Source Sans Pro complements Bebas Neue well. The softer form of the smaller body font is not so soft that it undercuts the bold nature of Bebas Neue. Source Sans pro does the actual work while Bebas Neue grabs readers’ attention.
Halant and Nunito Sans
Based on Devanagari and Latin scripts, Halant is a typeface published by the Indian Type Foundry. This font works best in larger sizes that show off the elegant form. Consider this serif typeface an excellent choice for heading or block quotes within the body of a text.
Nunito Sans pairs well with Halant. A sans serif superfamily is well balanced and designed around display typography, allowing it to read well at small sizes.
Arvo and Lato
The geometric nature of the slab-serif Arvo typeface makes it suitable as a headliner for print and screen. The first libre font published to Google Fonts, Arvo, has a classical quality. It is monolinear but with solid elements of contrast in the form.
Lato fits very well in form and shape with Arvo, down to curves and stems that almost seem shared between them. Arvo leads, while Lato follows.
Slabo and Lato
Slabo and Lato may sound a little silly together, but there’s nothing funny in how well these typefaces pair. The Slabo family comes in two pixel-perfect forms. Slabo 13px and Slabo 27px have been optimized for their respective pixel size. When it is time to create our leading display choice, Slabo 27px is your best bet for a serif headliner.
The Lato family evokes similar forms to the Slabo family, but without the serifs and less focused on specific sizes. That makes Lato a strong choice for the scalability of its classical proportions.
How to Choose the Right Font Pairing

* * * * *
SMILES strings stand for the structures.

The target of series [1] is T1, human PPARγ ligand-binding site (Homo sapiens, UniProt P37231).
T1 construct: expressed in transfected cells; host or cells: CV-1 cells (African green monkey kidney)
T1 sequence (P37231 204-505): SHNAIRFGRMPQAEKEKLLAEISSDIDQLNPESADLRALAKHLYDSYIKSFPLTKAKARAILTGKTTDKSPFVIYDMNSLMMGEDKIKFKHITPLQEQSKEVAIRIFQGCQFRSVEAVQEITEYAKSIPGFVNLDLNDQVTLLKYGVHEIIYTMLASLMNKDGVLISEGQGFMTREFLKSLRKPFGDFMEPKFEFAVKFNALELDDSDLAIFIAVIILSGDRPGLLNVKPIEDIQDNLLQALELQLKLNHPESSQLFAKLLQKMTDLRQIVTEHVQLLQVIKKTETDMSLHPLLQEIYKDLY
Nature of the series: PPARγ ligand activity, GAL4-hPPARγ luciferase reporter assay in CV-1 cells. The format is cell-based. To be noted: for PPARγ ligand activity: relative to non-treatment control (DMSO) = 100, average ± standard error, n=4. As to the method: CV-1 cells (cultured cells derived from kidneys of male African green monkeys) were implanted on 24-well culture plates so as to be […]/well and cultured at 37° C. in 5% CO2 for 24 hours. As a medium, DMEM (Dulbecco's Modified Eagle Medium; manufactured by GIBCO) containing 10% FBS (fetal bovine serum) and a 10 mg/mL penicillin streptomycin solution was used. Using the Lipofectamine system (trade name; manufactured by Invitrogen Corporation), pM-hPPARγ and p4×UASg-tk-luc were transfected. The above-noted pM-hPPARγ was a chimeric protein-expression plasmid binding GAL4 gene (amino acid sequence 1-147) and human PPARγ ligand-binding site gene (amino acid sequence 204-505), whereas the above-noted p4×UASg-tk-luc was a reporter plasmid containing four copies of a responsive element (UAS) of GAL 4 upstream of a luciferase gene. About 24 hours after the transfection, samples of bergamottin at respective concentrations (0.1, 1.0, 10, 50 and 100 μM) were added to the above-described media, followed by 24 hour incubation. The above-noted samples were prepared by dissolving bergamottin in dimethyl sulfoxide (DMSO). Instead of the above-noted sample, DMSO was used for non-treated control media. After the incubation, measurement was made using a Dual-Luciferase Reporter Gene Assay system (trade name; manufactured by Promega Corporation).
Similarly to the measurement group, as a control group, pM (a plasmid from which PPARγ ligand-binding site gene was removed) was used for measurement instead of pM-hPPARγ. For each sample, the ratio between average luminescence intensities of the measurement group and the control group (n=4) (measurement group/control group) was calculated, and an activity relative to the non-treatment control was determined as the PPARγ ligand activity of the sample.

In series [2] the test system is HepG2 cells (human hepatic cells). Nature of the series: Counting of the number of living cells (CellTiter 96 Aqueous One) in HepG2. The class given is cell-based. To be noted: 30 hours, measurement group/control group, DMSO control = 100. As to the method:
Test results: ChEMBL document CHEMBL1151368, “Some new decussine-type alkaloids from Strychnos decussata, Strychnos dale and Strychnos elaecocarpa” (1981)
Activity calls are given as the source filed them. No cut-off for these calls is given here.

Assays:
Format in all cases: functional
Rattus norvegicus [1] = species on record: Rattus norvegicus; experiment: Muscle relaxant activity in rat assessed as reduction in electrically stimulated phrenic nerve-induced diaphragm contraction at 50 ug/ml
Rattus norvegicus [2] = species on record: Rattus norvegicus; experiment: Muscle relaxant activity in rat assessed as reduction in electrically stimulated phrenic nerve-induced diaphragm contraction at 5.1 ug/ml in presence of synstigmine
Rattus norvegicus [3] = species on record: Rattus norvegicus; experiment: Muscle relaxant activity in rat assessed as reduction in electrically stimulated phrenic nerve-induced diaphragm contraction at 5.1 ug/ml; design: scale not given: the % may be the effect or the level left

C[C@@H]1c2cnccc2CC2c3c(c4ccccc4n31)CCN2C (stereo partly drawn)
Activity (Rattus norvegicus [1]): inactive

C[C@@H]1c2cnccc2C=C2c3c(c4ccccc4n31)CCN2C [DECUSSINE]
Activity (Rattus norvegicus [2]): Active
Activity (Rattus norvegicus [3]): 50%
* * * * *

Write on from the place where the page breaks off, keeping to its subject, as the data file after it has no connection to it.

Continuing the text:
There’s a lot to consider when it comes to font pairings, but with a bit of Google Fonts knowledge, you’ll find that most pairings feel natural. It helps that the overall quality of Google Fonts is excellent, so the struggle of creating strong font pairings won’t be overly time-consuming.
What is most important in design in the digital space is contrast and legibility. Headlining fonts need to grab attention and pull the eye in. This is often done with bolder fonts at heavier line weights that scale much easier. Letter spacing becomes essential as a font that may look spaced well at a small scale may feature too much spacing when scaled up.
Headline and body fonts must also be legible, meaning that letter spacing needs to work at the larger scale of headlines and with body text, which usually makes up most of any document. The fonts found on this list represent natural pairs of Google Fonts. Selecting your body font pairings based on our selection is a great start.
Start Using These Google Font Pairings Today!
Google Font pairings do not need to present an overwhelming choice. Once you build your Google Fonts knowledge, you can easily find beautiful font pairings that work across many projects. Whether it is script fonts or elegant serifs, you’ll be able to find the clean font pairing you are looking for.